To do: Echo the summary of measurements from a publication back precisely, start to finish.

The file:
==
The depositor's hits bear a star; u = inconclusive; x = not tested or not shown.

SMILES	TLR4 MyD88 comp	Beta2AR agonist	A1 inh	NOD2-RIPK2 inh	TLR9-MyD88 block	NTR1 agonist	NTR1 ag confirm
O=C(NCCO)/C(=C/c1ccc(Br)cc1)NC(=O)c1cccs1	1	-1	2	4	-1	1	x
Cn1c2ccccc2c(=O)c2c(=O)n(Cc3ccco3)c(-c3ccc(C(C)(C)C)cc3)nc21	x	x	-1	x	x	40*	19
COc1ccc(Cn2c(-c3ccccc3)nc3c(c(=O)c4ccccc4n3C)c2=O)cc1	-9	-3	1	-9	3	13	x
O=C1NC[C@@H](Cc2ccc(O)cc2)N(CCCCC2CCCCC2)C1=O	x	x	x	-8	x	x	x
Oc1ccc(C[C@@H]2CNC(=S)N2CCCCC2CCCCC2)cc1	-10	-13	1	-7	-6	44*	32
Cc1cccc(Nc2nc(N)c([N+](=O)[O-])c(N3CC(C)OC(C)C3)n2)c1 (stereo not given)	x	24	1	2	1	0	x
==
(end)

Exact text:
The depositor's hits bear a star; u = inconclusive; x = not tested or not shown.

SMILES	TLR4 MyD88 comp	Beta2AR agonist	A1 inh	NOD2-RIPK2 inh	TLR9-MyD88 block	NTR1 agonist	NTR1 ag confirm
O=C(NCCO)/C(=C/c1ccc(Br)cc1)NC(=O)c1cccs1	1	-1	2	4	-1	1	x
Cn1c2ccccc2c(=O)c2c(=O)n(Cc3ccco3)c(-c3ccc(C(C)(C)C)cc3)nc21	x	x	-1	x	x	40*	19
COc1ccc(Cn2c(-c3ccccc3)nc3c(c(=O)c4ccccc4n3C)c2=O)cc1	-9	-3	1	-9	3	13	x
O=C1NC[C@@H](Cc2ccc(O)cc2)N(CCCCC2CCCCC2)C1=O	x	x	x	-8	x	x	x
Oc1ccc(C[C@@H]2CNC(=S)N2CCCCC2CCCCC2)cc1	-10	-13	1	-7	-6	44*	32
Cc1cccc(Nc2nc(N)c([N+](=O)[O-])c(N3CC(C)OC(C)C3)n2)c1 (stereo not given)	x	24	1	2	1	0	x